You published "No Need to Panic About Global Warming" (op-ed, Jan. 27) on climate change by the climate-science equivalent of dentists practicing cardiology."

The WSJ also seems to have misrepresented the economics of climate change as well. http://dotearth.blogs.nytimes.com/2012/01/30/scientists-challenging-climate-science-appear-to-flunk-climate-economics/"

Android

Submission + - ITC throws out B&N antitrust claims against MS (blogspot.com)

N!NJA writes: Barnes & Noble's primary line of defense against Microsoft's allegations of patent infringement by the bookseller's Android-based devices has collapsed in its entirety. An Administrative Law Judge at the ITC today granted a Microsoft motion to dismiss, even ahead of the evidentiary trial that will start next Monday (February 6), Barnes & Noble's "patent misuse" defense against Microsoft. [...]

Prior to the ALJ, the ITC staff — or more precisely, the Office of Unfair Import Investigations (OUII), which participates in many investigations as a third party representing the public interest — already supported Microsoft's motion all the way. The OUII basically concluded that even if all of what Barnes & Noble said about Microsoft's use of patents against Android was accurate, it would fall far short of the legal requirements for a patent misuse defense.

Piracy

Submission + - Pirate Bay appeal refused by Swedish Supreme Court (computerworlduk.com)

concertina226 writes: The Swedish Supreme Court will not hear an appeal from the founders of The Pirate Bay against prison sentences and fines imposed by the Swedish Court of Appeals, the court said on Wednesday.

Over a year ago, the Court of Appeals sentenced Fredrik Neij, Peter Sunde, and Carl Lundström to 10 months, eight months and four months of jail time, respectively. The court also said they must collectively pay a 46 million kronor (£4.3 million) fine.

Electronic Frontier Foundation

Submission + - Data of 'Innocent' MegaUpload Users Will Not be De (ibtimes.co.uk)

AlistairCharlton writes: A website has been setup to offer legal advice for any MegaUpload customers who are worried about losing their data, which is due to be deleted in two weeks' time.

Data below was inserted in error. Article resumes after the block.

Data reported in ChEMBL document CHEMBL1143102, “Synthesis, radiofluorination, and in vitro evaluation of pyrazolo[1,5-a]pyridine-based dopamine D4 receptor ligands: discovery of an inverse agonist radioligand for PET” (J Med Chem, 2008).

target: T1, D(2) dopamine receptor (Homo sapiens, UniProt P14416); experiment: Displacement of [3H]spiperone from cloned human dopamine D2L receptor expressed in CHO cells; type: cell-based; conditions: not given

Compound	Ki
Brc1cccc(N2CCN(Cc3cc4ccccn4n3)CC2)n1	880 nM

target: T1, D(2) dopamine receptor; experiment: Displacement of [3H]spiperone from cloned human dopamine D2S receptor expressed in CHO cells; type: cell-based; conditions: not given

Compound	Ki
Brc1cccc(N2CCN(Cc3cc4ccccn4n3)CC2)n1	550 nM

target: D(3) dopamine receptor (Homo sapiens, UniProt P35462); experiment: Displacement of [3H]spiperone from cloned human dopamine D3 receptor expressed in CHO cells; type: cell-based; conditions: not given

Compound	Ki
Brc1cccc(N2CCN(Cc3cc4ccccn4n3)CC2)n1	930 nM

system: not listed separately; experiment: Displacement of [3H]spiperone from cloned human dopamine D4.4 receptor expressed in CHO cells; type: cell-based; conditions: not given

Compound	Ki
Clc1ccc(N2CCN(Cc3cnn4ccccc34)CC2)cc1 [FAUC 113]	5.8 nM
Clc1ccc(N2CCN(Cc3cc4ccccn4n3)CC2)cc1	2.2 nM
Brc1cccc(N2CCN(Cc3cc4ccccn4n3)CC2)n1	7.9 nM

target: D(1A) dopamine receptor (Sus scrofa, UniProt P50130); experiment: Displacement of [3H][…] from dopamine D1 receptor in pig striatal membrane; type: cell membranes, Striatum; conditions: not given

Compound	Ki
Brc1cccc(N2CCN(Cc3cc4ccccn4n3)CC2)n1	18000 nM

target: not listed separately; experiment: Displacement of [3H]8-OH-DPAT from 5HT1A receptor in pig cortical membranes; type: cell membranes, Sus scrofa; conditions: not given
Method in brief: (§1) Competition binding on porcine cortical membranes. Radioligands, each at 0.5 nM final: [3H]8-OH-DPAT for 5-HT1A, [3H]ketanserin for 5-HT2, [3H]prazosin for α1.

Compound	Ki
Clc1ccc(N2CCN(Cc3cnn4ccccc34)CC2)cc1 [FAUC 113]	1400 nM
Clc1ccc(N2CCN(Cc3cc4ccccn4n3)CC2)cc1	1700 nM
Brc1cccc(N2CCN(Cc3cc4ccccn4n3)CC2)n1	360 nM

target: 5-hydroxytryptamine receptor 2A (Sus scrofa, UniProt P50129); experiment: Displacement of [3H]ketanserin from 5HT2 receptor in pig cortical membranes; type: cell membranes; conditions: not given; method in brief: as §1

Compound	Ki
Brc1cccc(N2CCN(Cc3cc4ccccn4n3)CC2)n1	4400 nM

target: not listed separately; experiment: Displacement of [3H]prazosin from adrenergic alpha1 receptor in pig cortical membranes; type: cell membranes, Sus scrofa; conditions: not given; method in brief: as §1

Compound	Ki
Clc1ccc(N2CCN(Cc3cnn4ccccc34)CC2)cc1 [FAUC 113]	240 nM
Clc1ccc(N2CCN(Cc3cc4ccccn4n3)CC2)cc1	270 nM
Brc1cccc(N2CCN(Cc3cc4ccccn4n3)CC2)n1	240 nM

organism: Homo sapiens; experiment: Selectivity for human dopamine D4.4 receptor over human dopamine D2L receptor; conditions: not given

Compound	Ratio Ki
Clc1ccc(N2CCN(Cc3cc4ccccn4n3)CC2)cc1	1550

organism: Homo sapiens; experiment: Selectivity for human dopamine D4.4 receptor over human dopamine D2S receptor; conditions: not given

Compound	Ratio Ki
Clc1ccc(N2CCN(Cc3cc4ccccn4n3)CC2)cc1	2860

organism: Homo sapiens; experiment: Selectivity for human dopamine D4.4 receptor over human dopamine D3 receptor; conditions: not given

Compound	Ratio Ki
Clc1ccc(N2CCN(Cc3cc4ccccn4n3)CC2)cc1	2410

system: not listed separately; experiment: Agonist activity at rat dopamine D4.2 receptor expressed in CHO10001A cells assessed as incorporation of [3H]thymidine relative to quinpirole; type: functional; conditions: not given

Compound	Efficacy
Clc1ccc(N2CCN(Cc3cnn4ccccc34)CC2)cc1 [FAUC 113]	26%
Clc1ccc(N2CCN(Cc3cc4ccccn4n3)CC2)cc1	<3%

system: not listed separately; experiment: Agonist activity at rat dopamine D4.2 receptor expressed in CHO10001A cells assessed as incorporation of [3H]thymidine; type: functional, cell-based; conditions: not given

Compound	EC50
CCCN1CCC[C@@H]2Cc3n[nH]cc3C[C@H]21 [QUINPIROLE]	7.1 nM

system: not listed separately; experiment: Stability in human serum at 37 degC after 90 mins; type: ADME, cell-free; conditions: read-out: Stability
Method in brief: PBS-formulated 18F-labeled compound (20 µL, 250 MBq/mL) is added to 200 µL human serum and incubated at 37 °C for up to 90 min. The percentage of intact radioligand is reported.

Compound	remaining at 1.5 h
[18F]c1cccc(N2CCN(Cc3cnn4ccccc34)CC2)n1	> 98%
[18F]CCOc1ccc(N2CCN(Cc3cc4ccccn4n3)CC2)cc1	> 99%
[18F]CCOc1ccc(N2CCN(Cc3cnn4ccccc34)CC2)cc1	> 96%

Created by data storage company Carpathia and the Electronic Frontier Foundation (EFF), the site — called MegaRetrieval.com — hopes to return data to innocent customers of the recently shut down MegaUpload file sharing site.

Hardware

Submission + - Old Tech Is The Best Place To Mine Rare Metals (techweekeurope.co.uk)

judgecorp writes: "More on recycling: the tech industry could face increasing shortages of rare metals, unless it reclaims them from the waste stream . the Royal Society in London was told this week that production of "hitchhiker" metals such as gallium, indium and selenium can't be easily ramped up, as they are only available as a by-product of major industrial metals such as aluminium, copper and zinc. If we want more, we have to make better use of them, and claim them back from e-waste."

Comment How about NVU? (Score 1) 300

It will never be Dreamweaver (I don't think anything free ever will be) but it tries. I will echo above opinion that as great as Dreamweaver is, the html/css that it generates is horrible inefficient, the only worse one i know is Microsoft's WYSIWYG. Once you have done it enough, you can be quite fast as HTML/css from scratch in a text editor. Let us know what you pick and why. http://net2.com/nvu/

Comment Re:Use your imagination (Score 1) 111

I'm sorry, that's not going to happen. You could make something identify 10 or more symptoms, but no way will you get a five pound something diagnose any ten diseases with 100% accurtacy -- the diseases would have to be completely diagnosable from the surface of the patient, and even then, i bet you are going to need the software that i talked about in original post that can parse pictures to identify ailments. I don't get what you guys are saying: This contest is about producing a better medical swiss army knife -- if that's what's keeping those poor refugees from getting treated, then ok, go for it. but i think a lot more people could be helped by focusing on artificial diagnostic intelligence, using something like watson.